Forty years ago, nineteen people in wheelchairs rolled in front of and behind two Regional Transportation District buses at the intersection of Colfax Avenue and Broadway. The Gang of 19, as these protesters later became known, blocked the buses from moving on July 5, 1978, to call attention to the need for more accessibility on RTD buses.
Although it took some years, the gang's advocacy, heralded by the famous slogan "We will ride," eventually led to a wheelchair-accessible transit system in Denver and sparked a nationwide movement calling for full accessibility on public transportation.
ADAPT, the disability-rights advocacy group birthed from that original Gang of 19 protest, is back in town for its annual national meeting. And forty years on, about 200 ADAPT activists and their supporters are taking to the streets of Denver this week to push for more independent-living options for wheelchair users and equality for all.
ADAPT's first event of the national meetup was on the afternoon of November 12, when members from across the country gathered at Civic Center Park for a rally. Chants of "Our home, not nursing homes" and "Up with attendant care, down with nursing homes" echoed in the park's Greek Theater.
Despite the frosty temperatures, Lieutenant Governor-elect Dianne Primavera and Senator-elect Jessie Danielson spoke to the crowd. Danielson, who introduced herself in sign language, previously worked in the independent-living field, while Primavera has a background in rehabilitation counseling.
"I want to make it a top priority of the governor's office to provide equal rights and equal access to Colorado's mentally, intellectually and physically disabled," said Primavera, garnering cheers from the crowd.
Andy Rosen, one of the Gang of 19 protesters, traveled from Nebraska with his wife, Hava, to attend the rally.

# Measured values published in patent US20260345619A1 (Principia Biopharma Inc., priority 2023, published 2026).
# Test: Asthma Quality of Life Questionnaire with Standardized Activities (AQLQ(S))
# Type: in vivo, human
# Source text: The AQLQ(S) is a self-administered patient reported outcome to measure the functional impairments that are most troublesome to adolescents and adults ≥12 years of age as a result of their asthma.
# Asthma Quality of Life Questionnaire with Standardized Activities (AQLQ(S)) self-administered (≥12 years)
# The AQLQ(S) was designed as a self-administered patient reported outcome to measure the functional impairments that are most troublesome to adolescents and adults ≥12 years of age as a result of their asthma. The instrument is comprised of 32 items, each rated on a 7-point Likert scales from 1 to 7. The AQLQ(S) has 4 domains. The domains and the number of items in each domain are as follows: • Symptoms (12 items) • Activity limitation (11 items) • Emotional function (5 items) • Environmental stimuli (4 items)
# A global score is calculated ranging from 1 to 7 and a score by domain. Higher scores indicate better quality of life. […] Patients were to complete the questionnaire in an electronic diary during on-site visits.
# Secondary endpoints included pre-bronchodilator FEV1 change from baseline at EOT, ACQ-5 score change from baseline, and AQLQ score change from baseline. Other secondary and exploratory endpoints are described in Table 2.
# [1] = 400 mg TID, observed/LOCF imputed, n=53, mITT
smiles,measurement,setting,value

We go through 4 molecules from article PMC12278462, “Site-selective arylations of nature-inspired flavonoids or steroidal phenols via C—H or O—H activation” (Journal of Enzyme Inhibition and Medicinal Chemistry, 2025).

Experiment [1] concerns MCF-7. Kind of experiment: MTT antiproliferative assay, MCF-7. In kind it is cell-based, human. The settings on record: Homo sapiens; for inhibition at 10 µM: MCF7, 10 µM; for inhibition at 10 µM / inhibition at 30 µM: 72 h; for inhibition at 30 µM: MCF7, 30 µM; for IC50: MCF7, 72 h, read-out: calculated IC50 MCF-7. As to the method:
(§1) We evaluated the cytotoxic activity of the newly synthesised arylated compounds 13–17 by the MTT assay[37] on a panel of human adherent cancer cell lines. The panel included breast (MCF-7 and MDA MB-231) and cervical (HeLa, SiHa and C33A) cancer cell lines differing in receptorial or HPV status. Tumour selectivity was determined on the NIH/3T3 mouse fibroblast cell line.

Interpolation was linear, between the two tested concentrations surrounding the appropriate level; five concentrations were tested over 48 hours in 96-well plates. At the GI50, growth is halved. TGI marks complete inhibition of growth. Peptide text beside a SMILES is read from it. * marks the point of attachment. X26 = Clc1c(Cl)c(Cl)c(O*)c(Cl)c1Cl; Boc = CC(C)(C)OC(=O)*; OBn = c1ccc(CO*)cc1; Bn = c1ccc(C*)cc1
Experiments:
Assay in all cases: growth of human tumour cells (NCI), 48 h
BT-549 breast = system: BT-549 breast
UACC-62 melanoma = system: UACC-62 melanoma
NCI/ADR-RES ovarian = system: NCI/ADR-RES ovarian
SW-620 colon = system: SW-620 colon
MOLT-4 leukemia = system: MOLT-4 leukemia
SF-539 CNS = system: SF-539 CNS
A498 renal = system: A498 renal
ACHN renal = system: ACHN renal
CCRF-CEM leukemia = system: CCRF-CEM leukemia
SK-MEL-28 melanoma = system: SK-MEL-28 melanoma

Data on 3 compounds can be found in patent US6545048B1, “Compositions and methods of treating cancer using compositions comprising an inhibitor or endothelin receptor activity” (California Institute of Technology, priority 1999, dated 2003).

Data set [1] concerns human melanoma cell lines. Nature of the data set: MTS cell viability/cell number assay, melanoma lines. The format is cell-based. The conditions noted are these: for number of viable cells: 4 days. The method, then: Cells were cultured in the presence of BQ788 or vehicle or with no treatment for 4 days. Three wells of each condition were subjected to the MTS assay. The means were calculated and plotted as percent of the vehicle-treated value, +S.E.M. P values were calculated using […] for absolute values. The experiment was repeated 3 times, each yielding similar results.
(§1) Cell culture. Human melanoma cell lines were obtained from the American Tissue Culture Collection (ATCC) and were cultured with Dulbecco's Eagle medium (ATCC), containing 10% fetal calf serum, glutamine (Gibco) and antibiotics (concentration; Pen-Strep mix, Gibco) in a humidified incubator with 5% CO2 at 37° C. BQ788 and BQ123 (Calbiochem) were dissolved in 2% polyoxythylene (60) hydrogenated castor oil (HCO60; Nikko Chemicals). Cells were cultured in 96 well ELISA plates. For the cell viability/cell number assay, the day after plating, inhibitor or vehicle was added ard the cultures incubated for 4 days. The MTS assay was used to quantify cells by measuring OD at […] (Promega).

"We never thought in our wildest dreams that it'd turn into this," Rosen said while gesturing to fellow ADAPT members. "It feels great. I wish I could stay."
Joining the Rosens was John Holland, the lawyer who represented ADAPT and its sister group, the Atlantis Community, during the legal fight against RTD in the ’70s.
"Representing [them] was totally liberating. Being a lawyer, you deal with compromises, settlements and negotiations. But that was never our position. We always wanted exactly what we wanted," said Holland.
So far this week, meetup attendees have met with the Department of Health and Human Services, asking the city department to help end shock treatments occurring around the U.S.on people with disabilities. ADAPT members also met with the Colorado Division of Housing to demand more affordable and accessible housing. And they're pressuring RTD to develop more same-day transit options for individuals in wheelchairs who cannot ride in non-wheelchair-accessible Lyft and Uber vehicles.
ADAPT has also been pushing a national bill that would advance the rights of people with disabilities.
The Disability Integration Act, introduced by New York Senator Chuck Schumer in April 2017, mandates that people with disabilities have a right to receive treatment at home rather than at an institution, if they so choose. Disability-rights advocates from ADAPT consider it the next logical step in the fight for full equality. But only Democrats have signed on to co-sponsor the bill, meaning that it won't leave the Republican-controlled Senate without more signatories.
With support for the bill clearly divided along partisan lines, ADAPT members have taken a keen interest in letting Senator Cory Gardner know how they feel about his lack of support. On multiple occasions in the past, Denver ADAPT members and their colleagues from across the country have rolled into Senator Gardner's office, demanding that he support various health-care-related issues, the Disability Integration Act among them. His office has called the police on activists each time.
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